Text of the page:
It can be said then that, through the voices of memories in both novels, the lost histories of women silenced by masculine figures represented by father/dictator/husband/brother are rescued to build a bridge from self to other and vice versa. The women characters, in both novels, realize how they can challenge the prevailing authority by using their own stories to reveal the hidden, the private, the prohibited, and the censored feminine voices. For instance, Debbie presents the African new woman in Emecheta’s words. Camila rehabilitates her mother’s voice. The troubled political history of Nigeria and the Dominican Republic are remembered by these female writers by recalling the hurting past and carrying witness to it. The process of bearing witness to the past has been a vital duty for many female writers as they engage correcting the past at a personal and collective levels. In this way, they contribute to their countries’ progress.

6. Women Telling Nation: Between Obligation and Commitment

The genre of historical fiction is an effective literary vehicle for women to critique patriarchal modes of representation. For years, the female nation’s literary publications dedicated sections, even entire literary works to the portraying of the historical scenes on their nations. As Françoise Lionnet (1989) states in her book on Caribbean women writers, Autobiographical Voices Gender, Self-Portraiture:

since history and memory have to be reclaimed either in the absence of hard copy or in full acknowledgment of the ideological distortions that have colored whatever written documents and archival materials do exist, contemporary women writers especially have been interested in re-appropriating the past so as to transform our understanding of ourselves […] it has become imperative to understand and to participate fully in the process of re-vision (p. 4–5).

That hoped transformation of women’s image is obvious in the historic of the two women authors under discussion. I examine the ways in which their texts resemble and sometimes differ, but most importantly are the examination of the ways in which each writer’s approach of history revising reveals her own relationship to the nation(s) she seeks to redefine. Two questions inform my reading: What are the connections between the writer and the nation in which she writes? To what extent do these writers reinforce the assumed connection between representations and national commitment? Thus, female narratives construct alternative notions of the nation that defy the rigidity of boundaries around spheres, communities and territories.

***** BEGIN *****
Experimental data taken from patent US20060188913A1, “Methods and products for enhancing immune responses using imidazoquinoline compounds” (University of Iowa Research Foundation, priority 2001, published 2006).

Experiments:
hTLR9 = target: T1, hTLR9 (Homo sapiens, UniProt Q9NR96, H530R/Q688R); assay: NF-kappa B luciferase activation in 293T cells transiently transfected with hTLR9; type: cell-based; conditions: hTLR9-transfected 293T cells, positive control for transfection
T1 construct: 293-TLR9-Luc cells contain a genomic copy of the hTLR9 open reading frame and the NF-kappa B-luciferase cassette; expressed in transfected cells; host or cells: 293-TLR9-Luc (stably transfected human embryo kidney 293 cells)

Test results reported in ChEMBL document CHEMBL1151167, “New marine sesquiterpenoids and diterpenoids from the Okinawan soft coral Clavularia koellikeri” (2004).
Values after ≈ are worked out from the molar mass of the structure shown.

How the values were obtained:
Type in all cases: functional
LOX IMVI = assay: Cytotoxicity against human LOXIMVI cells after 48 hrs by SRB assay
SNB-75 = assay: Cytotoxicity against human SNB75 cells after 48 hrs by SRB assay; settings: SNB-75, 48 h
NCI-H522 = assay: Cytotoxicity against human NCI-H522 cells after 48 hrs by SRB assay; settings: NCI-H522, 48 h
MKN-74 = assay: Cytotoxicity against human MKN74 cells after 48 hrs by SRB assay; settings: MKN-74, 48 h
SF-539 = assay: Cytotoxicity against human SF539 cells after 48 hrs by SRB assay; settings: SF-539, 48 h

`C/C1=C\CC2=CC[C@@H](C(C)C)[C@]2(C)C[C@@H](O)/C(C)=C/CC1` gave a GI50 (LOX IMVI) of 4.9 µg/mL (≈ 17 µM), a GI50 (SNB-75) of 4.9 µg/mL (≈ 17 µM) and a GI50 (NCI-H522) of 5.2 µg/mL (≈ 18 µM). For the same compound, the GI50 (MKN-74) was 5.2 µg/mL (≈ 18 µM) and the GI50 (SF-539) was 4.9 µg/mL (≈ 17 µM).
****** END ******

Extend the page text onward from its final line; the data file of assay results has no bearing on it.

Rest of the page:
In their revisions of the past, Alvarez and Emecheta rewrite the individual and collective histories of the silenced and oppressed women, thus creating a counter-history as an alternative to the official historical records. Both authors engage in a process wherein they rely not only on historical information but also on the workings of memory and the imagination. While Alvarez draws from the real story of Salome Urena and her daughter Camila, a skillful weaving of fact and fiction where a daughter tries to shape her identity out of her mothers’ legacy that turns around the Dominican Republic’s history. Emecheta bases her novel on the 1971 Nigerian Civil War. Her use of historical materials in Destination Biafra permits her to manipulate happenings, situations and characters to represent the intricacies of the past. Such representations are basic in a story depends on the imagination of the author. By displaying Nigeria’s and Dominica’s historical pasts, Emecheta and Alvarez have inevitably instituted themselves on the past by creating narratives that compete to explain what the past really indicated.

Although, Emecheta and Alvarez were living away from their native lands during the political troubles, they were able to transmit the events in skillful manner, this confirms a speech delivered in Japan in 1966 by Simone de Beauvoir who discussed the relationship between authors’ creativity and distance and the ways in which it determines narrative outcome, she affirms: